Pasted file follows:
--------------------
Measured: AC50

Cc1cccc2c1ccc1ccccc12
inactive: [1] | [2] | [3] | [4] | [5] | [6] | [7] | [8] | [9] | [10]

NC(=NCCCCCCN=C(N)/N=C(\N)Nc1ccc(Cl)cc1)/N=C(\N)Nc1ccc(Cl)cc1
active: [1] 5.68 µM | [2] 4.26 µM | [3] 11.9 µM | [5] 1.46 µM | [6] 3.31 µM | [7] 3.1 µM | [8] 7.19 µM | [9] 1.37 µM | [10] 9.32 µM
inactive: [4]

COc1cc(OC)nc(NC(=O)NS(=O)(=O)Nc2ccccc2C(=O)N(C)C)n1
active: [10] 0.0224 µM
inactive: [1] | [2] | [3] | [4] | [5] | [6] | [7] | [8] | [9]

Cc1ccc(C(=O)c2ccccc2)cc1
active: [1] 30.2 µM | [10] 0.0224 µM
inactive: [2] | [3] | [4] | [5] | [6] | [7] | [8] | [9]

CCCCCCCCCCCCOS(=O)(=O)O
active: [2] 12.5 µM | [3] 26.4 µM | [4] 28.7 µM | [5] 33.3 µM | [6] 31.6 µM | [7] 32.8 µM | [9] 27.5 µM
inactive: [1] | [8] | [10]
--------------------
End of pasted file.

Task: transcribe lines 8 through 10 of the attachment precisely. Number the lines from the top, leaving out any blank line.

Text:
active: [10] 0.0224 µM
inactive: [1] | [2] | [3] | [4] | [5] | [6] | [7] | [8] | [9]

Cc1ccc(C(=O)c2ccccc2)cc1